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Community service requirement is way to increase student awareness

To The Daily Sun,

Letter writer Ruth Dunnavan misses a very important point in her article regarding community service for students. This program, which is a part of many schools throughout the country, is to encourage volunteer activism in the community. This is neither a fee or tax program. These programs help instill increased self-esteem for these students as well as awareness of the communities they live in. There are many school agendas that have requirements that students need to graduate. This by far is one of the most important ones.

Fire companies and EMS programs are based on volunteer participation in many communities. Political activities are often volunteer based. Many government boards such as planning boards, zoning boards are often volunteer staffed. In the New Hampton and Bristol area, SUN or Stand Up Newfound is dedicated to helping those afflicted with substance addiction is run by volunteers.

Our country has long histories of many organizations staffed by volunteers. The Revolutionary War was almost totally volunteer. The Civil War had volunteers to fight in this period of time. The list is endless.

It is really essential to open the doors of volunteers to the students as part of their education. It is a learning process. In addition, one better appreciates the efforts that volunteers contribute to their communities.

Soup kitchens rely often on volunteers to help the homeless. Some students go among the homeless by setting up "sleep camps" in the streets to better understand the lot the homeless face.

This requirement of community service is an honorable way to help develop students and increase their awareness of what is in their community. It will also help them to be better informed citizens when they become eligible to vote, and pay taxes. In addition, students can choose the community service they wish to participate in.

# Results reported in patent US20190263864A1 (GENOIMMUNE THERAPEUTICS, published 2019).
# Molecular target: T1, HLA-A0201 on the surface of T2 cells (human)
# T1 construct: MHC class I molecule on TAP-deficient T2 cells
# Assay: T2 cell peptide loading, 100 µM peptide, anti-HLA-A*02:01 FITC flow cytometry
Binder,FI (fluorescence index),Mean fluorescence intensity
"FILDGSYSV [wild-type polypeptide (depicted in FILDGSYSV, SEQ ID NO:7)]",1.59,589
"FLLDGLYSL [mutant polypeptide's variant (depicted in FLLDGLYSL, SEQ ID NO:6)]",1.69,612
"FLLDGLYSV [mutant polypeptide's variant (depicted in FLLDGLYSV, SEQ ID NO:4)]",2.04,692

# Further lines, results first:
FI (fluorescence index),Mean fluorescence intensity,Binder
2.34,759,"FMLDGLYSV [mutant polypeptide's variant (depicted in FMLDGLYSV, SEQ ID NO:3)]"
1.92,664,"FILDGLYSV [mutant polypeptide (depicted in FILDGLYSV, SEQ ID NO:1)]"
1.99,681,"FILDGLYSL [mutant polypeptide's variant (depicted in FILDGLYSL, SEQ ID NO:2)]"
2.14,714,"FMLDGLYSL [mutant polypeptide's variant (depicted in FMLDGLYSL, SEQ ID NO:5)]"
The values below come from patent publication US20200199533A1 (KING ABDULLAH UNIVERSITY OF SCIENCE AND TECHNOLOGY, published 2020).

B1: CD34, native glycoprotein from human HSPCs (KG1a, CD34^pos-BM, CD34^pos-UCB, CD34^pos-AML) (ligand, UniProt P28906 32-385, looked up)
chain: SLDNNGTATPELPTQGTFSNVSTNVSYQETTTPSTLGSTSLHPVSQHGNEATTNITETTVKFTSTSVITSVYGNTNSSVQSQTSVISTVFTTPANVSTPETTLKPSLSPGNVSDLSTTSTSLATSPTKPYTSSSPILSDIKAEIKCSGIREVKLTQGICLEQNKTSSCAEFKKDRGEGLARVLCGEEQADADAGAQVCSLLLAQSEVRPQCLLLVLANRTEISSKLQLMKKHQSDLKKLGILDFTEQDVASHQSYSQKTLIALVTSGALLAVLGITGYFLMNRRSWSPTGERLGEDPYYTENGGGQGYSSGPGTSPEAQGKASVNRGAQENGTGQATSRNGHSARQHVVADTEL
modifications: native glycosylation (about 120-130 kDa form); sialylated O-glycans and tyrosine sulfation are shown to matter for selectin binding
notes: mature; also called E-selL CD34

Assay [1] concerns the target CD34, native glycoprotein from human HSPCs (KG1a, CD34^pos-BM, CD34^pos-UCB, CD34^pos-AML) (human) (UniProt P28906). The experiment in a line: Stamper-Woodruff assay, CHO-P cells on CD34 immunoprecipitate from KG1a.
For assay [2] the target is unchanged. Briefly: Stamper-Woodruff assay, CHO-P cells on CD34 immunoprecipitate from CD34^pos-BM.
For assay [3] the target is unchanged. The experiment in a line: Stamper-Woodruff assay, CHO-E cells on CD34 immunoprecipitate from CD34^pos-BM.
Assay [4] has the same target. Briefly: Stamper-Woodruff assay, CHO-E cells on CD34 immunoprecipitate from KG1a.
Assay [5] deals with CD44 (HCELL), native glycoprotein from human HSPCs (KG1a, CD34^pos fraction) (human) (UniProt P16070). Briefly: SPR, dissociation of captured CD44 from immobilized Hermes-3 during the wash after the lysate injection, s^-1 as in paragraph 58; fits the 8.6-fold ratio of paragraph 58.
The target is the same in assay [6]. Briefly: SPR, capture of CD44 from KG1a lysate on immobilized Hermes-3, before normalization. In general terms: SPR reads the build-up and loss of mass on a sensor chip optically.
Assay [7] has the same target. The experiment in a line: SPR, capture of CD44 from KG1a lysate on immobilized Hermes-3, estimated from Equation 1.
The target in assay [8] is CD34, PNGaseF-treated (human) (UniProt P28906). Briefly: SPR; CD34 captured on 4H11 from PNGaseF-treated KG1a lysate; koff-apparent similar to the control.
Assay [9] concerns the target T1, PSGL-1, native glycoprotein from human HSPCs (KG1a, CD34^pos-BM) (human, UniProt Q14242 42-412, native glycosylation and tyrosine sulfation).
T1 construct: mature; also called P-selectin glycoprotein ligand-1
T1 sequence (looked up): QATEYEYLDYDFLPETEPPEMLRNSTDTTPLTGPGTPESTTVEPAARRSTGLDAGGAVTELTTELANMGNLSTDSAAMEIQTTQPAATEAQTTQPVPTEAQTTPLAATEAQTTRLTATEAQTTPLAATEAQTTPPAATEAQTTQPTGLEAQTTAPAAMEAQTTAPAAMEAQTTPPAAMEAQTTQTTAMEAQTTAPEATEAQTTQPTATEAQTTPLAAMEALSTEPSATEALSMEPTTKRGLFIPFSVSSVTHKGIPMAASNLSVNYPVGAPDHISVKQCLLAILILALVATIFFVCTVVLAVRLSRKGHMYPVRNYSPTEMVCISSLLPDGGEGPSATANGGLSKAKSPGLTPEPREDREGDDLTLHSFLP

Lastly, the internal rewards of self-esteem and personal satisfaction that comes from this experience is without limitations.

Robert T. Joseph, Jr.

New Hampton

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Let's not back N. Korea into a corner with no way to 'save face'

To The Daily Sun,

Few would argue that North Korea and its leadership are not dangerous. Not only is North Korea a highly repressive dictatorship that routinely violates human rights and controls all information going in and going out but they also have "The Bomb." And, the country tries to provoke the world by routinely testing its missile systems.
While it is questionable as to how much of the U.S. mainland could be reached by one of Mr. Kim's missiles, they certainly can reach Japan or South Korea. He probably only has, at most, a few nukes and their yield is probably no larger than the bomb dropped on Hiroshima but anyone who has seen the "after" photos of Hiroshima knows that we are not dealing with mere firecrackers.
Not only would such an attack be devastating to the South Koreans but it would also endanger the 30,000-plus U.S. troops stationed in that country. This writer was once one of them. Perhaps no one (including the U.S.A. and Russia) should have nukes but North Korea should definitely not have them.
At the same time, President Trump needs to be extremely careful about how he deals with the North Korean problem. It would be extremely foolish — and dangerous — to approach the North Korean leadership with a "cowboy" posture. Mr. Kim, his father, and his grandfather have been making threats toward the United States and South Korea for years but there have only been a few relatively minor incidents since the seizure of the U.S.S. Pueblo in 1969.
The important thing to remember when dealing with a traditionally Confucian society like North Korea is the importance of "saving face." Understanding the culture and its norms is important. It would be a serious mistake to back North Korea into a corner with no honorable "out" other than launching nuclear-armed missiles.
President Trump's request for Chinese help in resolving this problem was a wise move. The Chinese have had dealings with Korea for centuries. Much of Korea's culture was adopted from China. The Chinese are much better at dealing with North Korea than many other nations. And, as the president has hinted, China could be rewarded for her help in this matter.

E. Scott Cracraft
Gilford

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